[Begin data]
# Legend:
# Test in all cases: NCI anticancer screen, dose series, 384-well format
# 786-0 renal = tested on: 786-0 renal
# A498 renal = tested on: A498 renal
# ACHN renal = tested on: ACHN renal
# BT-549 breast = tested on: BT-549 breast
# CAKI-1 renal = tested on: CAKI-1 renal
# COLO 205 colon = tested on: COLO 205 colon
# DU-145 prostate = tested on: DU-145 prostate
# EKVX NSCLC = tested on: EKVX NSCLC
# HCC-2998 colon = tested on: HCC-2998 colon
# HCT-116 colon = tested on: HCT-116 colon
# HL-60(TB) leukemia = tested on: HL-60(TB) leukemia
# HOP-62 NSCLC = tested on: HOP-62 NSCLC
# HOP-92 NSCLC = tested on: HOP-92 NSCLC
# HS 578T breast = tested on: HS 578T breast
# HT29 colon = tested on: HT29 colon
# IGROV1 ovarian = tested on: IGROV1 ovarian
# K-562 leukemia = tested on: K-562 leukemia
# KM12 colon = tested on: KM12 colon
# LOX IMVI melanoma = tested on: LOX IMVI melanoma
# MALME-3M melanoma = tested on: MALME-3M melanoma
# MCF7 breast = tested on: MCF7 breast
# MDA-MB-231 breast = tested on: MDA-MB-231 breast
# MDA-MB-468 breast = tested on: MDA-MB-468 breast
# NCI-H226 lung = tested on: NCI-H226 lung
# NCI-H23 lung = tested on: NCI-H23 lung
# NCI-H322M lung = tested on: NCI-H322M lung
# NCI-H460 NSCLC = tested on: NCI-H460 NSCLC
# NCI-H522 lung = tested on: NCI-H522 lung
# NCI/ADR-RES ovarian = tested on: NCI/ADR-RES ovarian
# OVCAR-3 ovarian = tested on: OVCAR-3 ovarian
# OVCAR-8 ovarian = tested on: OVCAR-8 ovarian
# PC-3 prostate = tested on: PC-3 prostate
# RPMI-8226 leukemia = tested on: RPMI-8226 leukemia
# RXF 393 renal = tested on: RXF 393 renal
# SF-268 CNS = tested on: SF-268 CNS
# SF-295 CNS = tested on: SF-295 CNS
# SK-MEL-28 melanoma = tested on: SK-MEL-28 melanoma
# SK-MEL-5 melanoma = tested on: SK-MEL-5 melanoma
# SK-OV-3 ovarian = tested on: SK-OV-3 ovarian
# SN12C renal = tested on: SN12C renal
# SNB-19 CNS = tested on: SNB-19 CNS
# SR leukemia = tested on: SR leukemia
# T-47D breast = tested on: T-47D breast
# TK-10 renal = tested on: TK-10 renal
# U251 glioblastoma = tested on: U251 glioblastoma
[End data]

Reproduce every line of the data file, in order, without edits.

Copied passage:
# Legend:
# Test in all cases: NCI anticancer screen, dose series, 384-well format
# 786-0 renal = tested on: 786-0 renal
# A498 renal = tested on: A498 renal
# ACHN renal = tested on: ACHN renal
# BT-549 breast = tested on: BT-549 breast
# CAKI-1 renal = tested on: CAKI-1 renal
# COLO 205 colon = tested on: COLO 205 colon
# DU-145 prostate = tested on: DU-145 prostate
# EKVX NSCLC = tested on: EKVX NSCLC
# HCC-2998 colon = tested on: HCC-2998 colon
# HCT-116 colon = tested on: HCT-116 colon
# HL-60(TB) leukemia = tested on: HL-60(TB) leukemia
# HOP-62 NSCLC = tested on: HOP-62 NSCLC
# HOP-92 NSCLC = tested on: HOP-92 NSCLC
# HS 578T breast = tested on: HS 578T breast
# HT29 colon = tested on: HT29 colon
# IGROV1 ovarian = tested on: IGROV1 ovarian
# K-562 leukemia = tested on: K-562 leukemia
# KM12 colon = tested on: KM12 colon
# LOX IMVI melanoma = tested on: LOX IMVI melanoma
# MALME-3M melanoma = tested on: MALME-3M melanoma
# MCF7 breast = tested on: MCF7 breast
# MDA-MB-231 breast = tested on: MDA-MB-231 breast
# MDA-MB-468 breast = tested on: MDA-MB-468 breast
# NCI-H226 lung = tested on: NCI-H226 lung
# NCI-H23 lung = tested on: NCI-H23 lung
# NCI-H322M lung = tested on: NCI-H322M lung
# NCI-H460 NSCLC = tested on: NCI-H460 NSCLC
# NCI-H522 lung = tested on: NCI-H522 lung
# NCI/ADR-RES ovarian = tested on: NCI/ADR-RES ovarian
# OVCAR-3 ovarian = tested on: OVCAR-3 ovarian
# OVCAR-8 ovarian = tested on: OVCAR-8 ovarian
# PC-3 prostate = tested on: PC-3 prostate
# RPMI-8226 leukemia = tested on: RPMI-8226 leukemia
# RXF 393 renal = tested on: RXF 393 renal
# SF-268 CNS = tested on: SF-268 CNS
# SF-295 CNS = tested on: SF-295 CNS
# SK-MEL-28 melanoma = tested on: SK-MEL-28 melanoma
# SK-MEL-5 melanoma = tested on: SK-MEL-5 melanoma
# SK-OV-3 ovarian = tested on: SK-OV-3 ovarian
# SN12C renal = tested on: SN12C renal
# SNB-19 CNS = tested on: SNB-19 CNS
# SR leukemia = tested on: SR leukemia
# T-47D breast = tested on: T-47D breast
# TK-10 renal = tested on: TK-10 renal
# U251 glioblastoma = tested on: U251 glioblastoma